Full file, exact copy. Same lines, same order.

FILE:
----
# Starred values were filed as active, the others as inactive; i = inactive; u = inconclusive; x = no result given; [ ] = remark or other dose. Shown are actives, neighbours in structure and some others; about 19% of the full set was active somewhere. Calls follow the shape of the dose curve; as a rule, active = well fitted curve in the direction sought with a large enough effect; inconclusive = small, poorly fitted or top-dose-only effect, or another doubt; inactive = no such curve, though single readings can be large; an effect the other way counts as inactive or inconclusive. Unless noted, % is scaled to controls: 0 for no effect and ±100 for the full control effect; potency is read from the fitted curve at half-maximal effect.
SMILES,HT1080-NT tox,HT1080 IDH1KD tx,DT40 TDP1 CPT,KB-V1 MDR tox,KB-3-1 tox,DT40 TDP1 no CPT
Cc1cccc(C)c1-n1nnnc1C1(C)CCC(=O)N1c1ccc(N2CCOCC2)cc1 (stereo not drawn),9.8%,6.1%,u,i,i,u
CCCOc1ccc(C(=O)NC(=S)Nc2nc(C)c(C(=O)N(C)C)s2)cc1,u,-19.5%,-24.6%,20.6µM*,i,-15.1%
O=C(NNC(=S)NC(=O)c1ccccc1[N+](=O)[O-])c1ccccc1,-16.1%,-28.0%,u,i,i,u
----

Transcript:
# Starred values were filed as active, the others as inactive; i = inactive; u = inconclusive; x = no result given; [ ] = remark or other dose. Shown are actives, neighbours in structure and some others; about 19% of the full set was active somewhere. Calls follow the shape of the dose curve; as a rule, active = well fitted curve in the direction sought with a large enough effect; inconclusive = small, poorly fitted or top-dose-only effect, or another doubt; inactive = no such curve, though single readings can be large; an effect the other way counts as inactive or inconclusive. Unless noted, % is scaled to controls: 0 for no effect and ±100 for the full control effect; potency is read from the fitted curve at half-maximal effect.
SMILES,HT1080-NT tox,HT1080 IDH1KD tx,DT40 TDP1 CPT,KB-V1 MDR tox,KB-3-1 tox,DT40 TDP1 no CPT
Cc1cccc(C)c1-n1nnnc1C1(C)CCC(=O)N1c1ccc(N2CCOCC2)cc1 (stereo not drawn),9.8%,6.1%,u,i,i,u
CCCOc1ccc(C(=O)NC(=S)Nc2nc(C)c(C(=O)N(C)C)s2)cc1,u,-19.5%,-24.6%,20.6µM*,i,-15.1%
O=C(NNC(=S)NC(=O)c1ccccc1[N+](=O)[O-])c1ccccc1,-16.1%,-28.0%,u,i,i,u